You know, when some people are asked to do a presentation on a subject, they start by thinking about what they’re going to say, how they’re going to say it, and what their presentation will contain.

Me, I just start writing code.

I was asked to present at WordCamp Seattle, on the specific subject of the GPL. Talking about licenses is pretty dry stuff, so I came up with some ideas and such and put them down and built a presentation. No problem. But naturally, I wanted to use WordPress to present it.

I’ve tried this sort of presentation-theme idea a couple years back, and didn’t really get anywhere good. HTML wasn’t up to the task at the time, not really. But in my searching for this again, I ran across the Google IO 2012 slides template.

It’s a neat template. Does some very cool stuff. HTML5, CSS3, clever Javascripty goodness. Bit annoying to adjust though, and very hardcoded. So, I turned it into a WordPress theme instead.

I call it “Slides”, because I’m bad at naming things.

If you want to skip straight to the download, you’ll find it at the bottom of the post, but I encourage you to read first, because if you just install it on an existing WordPress install, you’ll find your site to be instantly broken.

Now, for those people wanting to use this, note that it more or less takes over the whole WordPress install. The Posts menu is actually removed. So is Comments, for now, because I can’t think of a reasonably good way to show or allow comments on presentations yet. Might add them back later.

Since this takes over the whole WordPress install, the best way I can think to use it is on a multi-site install. I run multi-site myself, so creating a new subdomain site takes about 30 seconds. Just create a new site, give it a new domain mapping, and voila, done. So with this, I can easily pop off as a new site, turn on the Slides theme, and create my presentation slides in there. Easy. So I recommend using this theme with multi-site if you’re planning on leaving the results online after the fact, sort of thing.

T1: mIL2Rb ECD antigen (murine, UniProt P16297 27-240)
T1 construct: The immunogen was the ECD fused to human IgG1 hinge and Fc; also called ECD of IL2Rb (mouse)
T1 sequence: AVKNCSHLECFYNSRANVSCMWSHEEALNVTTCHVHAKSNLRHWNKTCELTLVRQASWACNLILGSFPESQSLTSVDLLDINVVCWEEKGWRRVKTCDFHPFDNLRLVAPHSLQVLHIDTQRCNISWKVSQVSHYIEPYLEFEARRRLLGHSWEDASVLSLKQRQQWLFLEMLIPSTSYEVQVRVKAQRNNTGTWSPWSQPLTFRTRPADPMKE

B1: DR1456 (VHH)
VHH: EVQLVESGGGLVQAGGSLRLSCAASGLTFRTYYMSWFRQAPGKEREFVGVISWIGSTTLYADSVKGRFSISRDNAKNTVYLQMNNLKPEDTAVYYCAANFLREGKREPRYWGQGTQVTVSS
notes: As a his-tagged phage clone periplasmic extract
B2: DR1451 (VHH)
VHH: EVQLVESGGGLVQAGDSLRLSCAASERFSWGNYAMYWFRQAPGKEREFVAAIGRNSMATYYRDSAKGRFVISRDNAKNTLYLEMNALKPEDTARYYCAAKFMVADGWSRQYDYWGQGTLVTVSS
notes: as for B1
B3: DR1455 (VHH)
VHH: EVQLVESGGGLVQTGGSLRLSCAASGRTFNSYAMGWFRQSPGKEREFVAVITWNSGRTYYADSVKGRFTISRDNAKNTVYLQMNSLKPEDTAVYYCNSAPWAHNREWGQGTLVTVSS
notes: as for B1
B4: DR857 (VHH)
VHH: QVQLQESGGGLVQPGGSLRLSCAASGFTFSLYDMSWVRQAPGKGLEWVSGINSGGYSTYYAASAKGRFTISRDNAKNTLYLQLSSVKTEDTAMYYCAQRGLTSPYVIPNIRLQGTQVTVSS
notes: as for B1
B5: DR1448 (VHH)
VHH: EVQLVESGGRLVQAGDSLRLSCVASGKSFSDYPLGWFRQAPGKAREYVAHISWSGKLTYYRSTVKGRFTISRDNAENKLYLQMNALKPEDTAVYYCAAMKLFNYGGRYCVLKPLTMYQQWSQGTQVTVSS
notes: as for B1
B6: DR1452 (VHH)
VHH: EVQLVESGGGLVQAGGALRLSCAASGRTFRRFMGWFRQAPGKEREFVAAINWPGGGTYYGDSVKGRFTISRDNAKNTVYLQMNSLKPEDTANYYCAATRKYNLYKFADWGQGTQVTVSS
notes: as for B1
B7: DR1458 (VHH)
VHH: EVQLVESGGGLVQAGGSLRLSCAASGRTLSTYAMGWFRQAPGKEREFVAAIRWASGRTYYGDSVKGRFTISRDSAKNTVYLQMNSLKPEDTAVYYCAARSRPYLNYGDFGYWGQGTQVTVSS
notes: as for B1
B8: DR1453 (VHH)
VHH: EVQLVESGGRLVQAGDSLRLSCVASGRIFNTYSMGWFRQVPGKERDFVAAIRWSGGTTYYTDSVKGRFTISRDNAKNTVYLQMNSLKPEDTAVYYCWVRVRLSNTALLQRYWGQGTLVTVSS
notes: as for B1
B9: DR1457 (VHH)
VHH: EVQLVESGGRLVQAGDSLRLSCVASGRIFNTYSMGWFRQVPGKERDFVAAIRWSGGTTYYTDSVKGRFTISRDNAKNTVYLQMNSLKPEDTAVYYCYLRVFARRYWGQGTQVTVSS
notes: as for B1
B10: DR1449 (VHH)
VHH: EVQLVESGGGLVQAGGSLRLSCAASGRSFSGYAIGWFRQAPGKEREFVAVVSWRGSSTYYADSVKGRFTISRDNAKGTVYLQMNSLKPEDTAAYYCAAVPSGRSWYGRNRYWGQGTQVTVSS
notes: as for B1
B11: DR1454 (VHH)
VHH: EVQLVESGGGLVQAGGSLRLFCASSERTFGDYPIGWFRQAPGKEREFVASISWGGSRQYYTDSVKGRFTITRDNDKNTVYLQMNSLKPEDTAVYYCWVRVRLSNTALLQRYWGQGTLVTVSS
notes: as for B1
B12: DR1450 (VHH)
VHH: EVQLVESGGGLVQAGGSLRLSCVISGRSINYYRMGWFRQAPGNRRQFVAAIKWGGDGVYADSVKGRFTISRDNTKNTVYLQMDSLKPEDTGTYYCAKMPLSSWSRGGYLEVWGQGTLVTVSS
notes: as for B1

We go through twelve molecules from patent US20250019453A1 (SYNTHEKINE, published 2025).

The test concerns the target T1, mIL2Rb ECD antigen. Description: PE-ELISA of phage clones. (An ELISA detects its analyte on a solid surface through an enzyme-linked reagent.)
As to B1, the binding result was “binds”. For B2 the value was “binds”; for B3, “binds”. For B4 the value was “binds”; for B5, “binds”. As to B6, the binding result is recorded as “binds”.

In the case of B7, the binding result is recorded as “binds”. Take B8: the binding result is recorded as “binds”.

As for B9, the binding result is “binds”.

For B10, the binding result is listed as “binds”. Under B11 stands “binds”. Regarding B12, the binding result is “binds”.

See, Presentations are not Blogs. The default WordPress “posts” model doesn’t really fit well. The “pages” model does, a bit, but there’s an inherent problem that Pages are difficult to put in a particular order. So I took a look around the plugin directory and found a plugin called Simple Page Ordering which fits the bill nicely. It lets you make all the Pages you want, and then drag and drop them in the Page list to re-order them. Very cool beans, and highly necessary for this sort of thing.

So I integrated “support” for this plugin, with the only real “support” being that if you don’t have the plugin installed, then the theme will give you a quick link to install it. :)

How the theme works:

  • The first three slides are hardcoded, the intro, the title, and the instructions.
  • Every “slide” after that is a Page.
  • There’s a custom taxonomy for picking individual slide options, which I’ll explain below
  • The Featured Image functionality is used for custom whole-slide backgrounds
  • The “Excerpt” is used as a “Presenter notes” field, which is awesome for reasons you’ll understand in a minute.

Now, let’s do a run-down of the theme:

First Slide

As you can see, it’s simply a logo with a “Follow along” message. The URL comes from WordPress itself, so it will be correct automatically. The logo can be changed through the Theme Customizer. All of the main configuration options are in the customizer in fact.

Customizer for slides

The Square Logo there, with my gravatar in it, is used on the next slide. The theme itself comes with a couple of default WordPress logos instead, BTW, not my scuba picture. :)

Second Slide

Here you can see where that square logo is used. I recommend using a transparent PNG here, for full effect. Additionally, you can see where the site title and subtitle become the name of the presentation. Just below that is the Event and Author Information, which is also configurable in the Theme Customizer screen.

Instructional Slide

The third slide is the instructions, and this is hardcoded for now. This is actually an important slide to have, because it shows that there are hotkey navigational controls. All these controls come from the original Google IO 2012 template, and boy are they cool. Look what happens when you hit P for example:

Speaker Note

Yes, those speaker notes you made in the excerpt fields pop up for the viewer to read directly. Your slides can be useful even if the person wasn’t able to attend the presentation itself. Very neat.

But the speaker notes play another important part too. There’s a hidden trick: Visit the site with the parameter ?presentme=true and you’ll get a new popup window.